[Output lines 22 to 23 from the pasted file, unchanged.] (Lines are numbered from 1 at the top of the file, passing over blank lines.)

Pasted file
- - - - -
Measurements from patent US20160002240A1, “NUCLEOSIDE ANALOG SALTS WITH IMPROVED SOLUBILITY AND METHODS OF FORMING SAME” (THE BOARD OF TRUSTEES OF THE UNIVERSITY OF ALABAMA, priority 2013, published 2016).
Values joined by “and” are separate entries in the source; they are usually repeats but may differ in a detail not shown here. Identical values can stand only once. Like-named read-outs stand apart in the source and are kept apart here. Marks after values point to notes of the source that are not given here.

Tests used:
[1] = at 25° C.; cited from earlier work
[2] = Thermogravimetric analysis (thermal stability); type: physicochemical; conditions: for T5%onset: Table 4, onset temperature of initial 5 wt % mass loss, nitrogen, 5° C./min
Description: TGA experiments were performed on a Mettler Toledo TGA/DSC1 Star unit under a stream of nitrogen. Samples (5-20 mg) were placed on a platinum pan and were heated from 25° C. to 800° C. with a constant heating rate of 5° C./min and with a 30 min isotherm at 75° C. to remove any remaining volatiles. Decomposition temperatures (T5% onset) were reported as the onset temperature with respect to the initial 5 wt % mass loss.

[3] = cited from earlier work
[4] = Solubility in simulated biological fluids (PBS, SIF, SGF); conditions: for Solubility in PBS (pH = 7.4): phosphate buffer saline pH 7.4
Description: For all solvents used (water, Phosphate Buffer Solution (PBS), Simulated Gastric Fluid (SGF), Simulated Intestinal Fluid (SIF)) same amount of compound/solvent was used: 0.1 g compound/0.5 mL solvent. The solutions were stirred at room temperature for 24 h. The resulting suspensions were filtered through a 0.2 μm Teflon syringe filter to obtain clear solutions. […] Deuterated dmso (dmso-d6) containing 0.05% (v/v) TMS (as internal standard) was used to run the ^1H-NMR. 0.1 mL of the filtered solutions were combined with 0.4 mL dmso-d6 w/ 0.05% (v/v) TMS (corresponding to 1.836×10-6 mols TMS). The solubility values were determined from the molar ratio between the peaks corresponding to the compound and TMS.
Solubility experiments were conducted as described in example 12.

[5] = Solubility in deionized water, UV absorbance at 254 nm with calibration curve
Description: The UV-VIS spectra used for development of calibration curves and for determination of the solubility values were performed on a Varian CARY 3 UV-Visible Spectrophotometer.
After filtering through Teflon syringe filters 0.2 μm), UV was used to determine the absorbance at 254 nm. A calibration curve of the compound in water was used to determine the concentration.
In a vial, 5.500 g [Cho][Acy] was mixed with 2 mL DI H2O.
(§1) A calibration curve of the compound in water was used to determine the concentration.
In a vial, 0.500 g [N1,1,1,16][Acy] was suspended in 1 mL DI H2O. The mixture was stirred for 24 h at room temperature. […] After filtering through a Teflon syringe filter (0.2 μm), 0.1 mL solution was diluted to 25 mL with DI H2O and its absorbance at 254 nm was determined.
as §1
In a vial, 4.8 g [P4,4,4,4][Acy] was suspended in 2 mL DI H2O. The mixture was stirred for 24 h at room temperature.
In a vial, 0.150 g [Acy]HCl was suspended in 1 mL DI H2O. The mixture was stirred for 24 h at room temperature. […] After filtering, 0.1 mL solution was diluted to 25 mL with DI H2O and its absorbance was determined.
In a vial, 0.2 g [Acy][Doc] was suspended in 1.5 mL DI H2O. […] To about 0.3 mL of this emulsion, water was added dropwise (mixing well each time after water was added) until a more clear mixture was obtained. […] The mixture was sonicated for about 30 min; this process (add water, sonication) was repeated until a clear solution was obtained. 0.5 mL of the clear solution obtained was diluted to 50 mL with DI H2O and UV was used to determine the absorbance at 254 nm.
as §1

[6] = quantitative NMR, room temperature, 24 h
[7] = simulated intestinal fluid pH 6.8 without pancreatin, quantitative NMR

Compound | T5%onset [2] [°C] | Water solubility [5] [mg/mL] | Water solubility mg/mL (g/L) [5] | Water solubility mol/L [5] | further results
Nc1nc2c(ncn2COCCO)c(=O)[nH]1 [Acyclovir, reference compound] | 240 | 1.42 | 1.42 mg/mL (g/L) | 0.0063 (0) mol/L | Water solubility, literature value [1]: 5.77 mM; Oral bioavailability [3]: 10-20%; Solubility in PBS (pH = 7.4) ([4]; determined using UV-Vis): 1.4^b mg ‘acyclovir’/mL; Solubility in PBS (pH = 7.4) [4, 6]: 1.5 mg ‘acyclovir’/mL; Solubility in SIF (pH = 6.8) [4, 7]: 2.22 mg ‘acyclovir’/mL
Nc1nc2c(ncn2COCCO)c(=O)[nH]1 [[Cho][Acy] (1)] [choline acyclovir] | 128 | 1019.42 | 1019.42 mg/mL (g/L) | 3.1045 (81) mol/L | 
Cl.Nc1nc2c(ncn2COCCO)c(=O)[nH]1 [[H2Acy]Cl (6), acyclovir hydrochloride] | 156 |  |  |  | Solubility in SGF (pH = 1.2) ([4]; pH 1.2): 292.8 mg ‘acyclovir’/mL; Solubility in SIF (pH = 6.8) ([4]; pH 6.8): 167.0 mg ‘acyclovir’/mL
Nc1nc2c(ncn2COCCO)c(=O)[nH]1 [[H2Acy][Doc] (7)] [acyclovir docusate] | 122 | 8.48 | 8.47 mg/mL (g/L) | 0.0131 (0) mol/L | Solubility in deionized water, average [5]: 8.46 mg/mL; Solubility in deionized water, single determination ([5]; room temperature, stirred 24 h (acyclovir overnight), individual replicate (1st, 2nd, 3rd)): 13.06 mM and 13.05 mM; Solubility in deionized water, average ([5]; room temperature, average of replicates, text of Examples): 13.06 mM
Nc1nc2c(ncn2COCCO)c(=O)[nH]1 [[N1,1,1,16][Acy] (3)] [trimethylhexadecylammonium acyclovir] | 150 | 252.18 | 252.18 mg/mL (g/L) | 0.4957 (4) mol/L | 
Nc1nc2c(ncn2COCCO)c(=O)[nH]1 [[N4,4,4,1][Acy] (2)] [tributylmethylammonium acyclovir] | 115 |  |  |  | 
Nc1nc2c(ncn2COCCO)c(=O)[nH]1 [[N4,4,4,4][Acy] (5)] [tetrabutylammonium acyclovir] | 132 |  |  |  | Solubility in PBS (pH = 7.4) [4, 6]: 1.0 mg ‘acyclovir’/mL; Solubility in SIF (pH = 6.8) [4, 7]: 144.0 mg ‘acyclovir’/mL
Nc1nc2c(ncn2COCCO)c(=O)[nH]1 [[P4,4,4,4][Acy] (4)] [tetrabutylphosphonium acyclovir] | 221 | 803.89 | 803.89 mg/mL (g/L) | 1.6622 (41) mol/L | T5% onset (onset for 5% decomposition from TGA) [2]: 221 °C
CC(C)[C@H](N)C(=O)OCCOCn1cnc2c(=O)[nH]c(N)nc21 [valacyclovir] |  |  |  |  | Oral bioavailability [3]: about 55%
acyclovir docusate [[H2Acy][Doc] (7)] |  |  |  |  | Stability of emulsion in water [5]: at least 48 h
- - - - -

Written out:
[6] = quantitative NMR, room temperature, 24 h
[7] = simulated intestinal fluid pH 6.8 without pancreatin, quantitative NMR